Recent decisions by a number of our major private institutions are changing the higher education financial landscape significantly and quickly.
Both Harvard and Yale Universities have announced increasing financial aid to families making incomes up to $180,000 and $200,000, respectively. Stanford University has now announced that parents with incomes of less than $100,000 will no longer pay tuition, and parents with incomes of less than $60,000 will not be expected to pay tuition or contribute to the costs of room, board and other expenses. These universities, along with many others, also have eliminated or significantly reduced the need for student loans. At Vassar, we just replaced all loans with scholarship funds for families with incomes up to $60,000, and reduced the loan burden for families with incomes up to $70,000. What are the economics of these changes and do they signal a positive move for higher education and for society?
Families in the middle, not too poor and not too rich, have had a hard time paying for top private colleges and universities, even with financial aid. The recent decisions are aimed at addressing this. Where are these middle-income students? Most are going either to public institutions, where the price is low for everyone, not just those receiving financial aid, or to schools with significant merit aid. These students and their families will now consider a Harvard, a Stanford, or one of the top liberal arts colleges an affordable option. The Harvard and Yale changes benefit not just those in the middle, but families up to about the 95th percentile of the income distribution. The elimination of loans affects mostly middle income families, since many colleges had already reduced or eliminated loan burdens for lower income families,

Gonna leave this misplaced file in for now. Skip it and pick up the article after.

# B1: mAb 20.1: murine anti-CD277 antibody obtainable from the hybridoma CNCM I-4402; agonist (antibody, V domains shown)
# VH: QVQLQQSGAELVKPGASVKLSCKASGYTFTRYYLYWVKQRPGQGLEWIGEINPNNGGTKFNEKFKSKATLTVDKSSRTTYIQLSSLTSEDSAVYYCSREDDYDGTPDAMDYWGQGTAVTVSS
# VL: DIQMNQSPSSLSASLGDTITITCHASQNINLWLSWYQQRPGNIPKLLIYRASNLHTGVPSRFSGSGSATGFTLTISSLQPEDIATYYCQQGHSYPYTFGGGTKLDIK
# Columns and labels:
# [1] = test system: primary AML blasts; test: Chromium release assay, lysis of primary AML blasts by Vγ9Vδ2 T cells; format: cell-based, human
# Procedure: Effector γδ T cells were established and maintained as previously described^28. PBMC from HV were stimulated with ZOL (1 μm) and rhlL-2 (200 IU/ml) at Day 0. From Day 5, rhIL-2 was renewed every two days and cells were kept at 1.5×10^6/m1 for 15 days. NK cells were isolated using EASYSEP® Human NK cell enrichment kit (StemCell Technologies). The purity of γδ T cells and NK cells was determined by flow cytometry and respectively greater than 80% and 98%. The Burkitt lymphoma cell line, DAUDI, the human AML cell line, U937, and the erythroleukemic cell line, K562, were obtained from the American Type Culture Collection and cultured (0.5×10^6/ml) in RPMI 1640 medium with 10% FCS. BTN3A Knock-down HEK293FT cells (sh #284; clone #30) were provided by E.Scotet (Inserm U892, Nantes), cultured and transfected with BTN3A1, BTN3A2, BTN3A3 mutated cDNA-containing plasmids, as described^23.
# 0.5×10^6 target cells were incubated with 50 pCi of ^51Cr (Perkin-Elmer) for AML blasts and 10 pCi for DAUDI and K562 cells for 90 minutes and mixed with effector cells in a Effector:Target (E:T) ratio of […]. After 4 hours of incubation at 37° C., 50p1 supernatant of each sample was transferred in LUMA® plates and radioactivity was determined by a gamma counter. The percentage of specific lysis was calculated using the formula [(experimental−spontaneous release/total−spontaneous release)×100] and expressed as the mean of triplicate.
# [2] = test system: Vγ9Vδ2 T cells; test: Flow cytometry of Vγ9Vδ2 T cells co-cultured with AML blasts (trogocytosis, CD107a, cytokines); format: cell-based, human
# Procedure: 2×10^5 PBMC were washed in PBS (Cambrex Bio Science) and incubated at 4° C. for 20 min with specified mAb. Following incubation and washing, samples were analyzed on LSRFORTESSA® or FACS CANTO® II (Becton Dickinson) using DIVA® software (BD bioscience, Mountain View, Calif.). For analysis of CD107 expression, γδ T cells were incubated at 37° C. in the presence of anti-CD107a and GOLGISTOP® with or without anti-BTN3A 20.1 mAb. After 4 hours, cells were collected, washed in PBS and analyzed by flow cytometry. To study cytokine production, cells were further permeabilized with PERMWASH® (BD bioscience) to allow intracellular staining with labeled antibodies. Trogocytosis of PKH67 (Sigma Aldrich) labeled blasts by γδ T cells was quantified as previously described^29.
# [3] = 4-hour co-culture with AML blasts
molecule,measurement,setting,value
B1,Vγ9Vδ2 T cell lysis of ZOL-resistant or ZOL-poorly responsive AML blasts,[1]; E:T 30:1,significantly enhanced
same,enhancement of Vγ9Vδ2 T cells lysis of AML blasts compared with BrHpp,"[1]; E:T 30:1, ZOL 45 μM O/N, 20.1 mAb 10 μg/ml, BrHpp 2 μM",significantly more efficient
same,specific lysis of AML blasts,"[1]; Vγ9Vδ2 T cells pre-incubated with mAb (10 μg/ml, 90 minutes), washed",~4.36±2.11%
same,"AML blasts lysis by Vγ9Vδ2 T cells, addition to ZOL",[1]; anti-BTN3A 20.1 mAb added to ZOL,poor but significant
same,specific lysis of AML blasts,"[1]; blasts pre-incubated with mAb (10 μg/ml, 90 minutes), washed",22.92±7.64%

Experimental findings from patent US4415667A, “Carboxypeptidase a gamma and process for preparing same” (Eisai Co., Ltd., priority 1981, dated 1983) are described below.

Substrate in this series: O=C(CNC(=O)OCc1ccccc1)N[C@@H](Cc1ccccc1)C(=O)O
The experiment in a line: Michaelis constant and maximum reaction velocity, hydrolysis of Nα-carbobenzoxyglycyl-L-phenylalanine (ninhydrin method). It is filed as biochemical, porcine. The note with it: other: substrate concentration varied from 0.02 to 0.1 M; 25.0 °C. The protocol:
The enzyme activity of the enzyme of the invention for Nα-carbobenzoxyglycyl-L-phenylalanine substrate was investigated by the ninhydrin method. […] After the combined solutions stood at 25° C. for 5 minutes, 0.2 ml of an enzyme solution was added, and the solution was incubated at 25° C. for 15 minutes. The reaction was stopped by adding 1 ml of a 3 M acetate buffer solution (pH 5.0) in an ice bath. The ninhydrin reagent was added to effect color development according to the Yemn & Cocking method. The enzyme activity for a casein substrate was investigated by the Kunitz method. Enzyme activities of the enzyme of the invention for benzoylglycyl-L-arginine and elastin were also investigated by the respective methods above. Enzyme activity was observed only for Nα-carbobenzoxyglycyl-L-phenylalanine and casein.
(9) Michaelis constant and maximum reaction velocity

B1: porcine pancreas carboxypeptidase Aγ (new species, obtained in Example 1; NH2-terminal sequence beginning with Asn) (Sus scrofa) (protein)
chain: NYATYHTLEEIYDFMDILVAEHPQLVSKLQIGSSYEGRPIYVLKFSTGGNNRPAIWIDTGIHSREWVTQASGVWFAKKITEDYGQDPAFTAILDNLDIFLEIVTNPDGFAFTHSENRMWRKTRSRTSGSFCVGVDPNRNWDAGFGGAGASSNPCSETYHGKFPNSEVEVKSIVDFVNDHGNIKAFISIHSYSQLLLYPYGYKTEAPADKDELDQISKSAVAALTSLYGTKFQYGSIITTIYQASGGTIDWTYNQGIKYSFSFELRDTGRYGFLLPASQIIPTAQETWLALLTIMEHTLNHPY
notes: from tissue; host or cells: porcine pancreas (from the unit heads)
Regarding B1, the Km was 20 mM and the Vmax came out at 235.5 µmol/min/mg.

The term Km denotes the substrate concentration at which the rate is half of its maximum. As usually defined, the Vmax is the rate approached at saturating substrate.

My research with colleague Gordon Winston suggests that middle-income students are significantly underrepresented at the top private colleges and universities. Only about 20 to 25 percent of students at these institutions come from the middle 60 percent of the income distribution. And, there are plenty of talented kids in these families. For example, 50 percent of those scoring 1420 and above on the SAT and the equivalent on the ACT come from these families.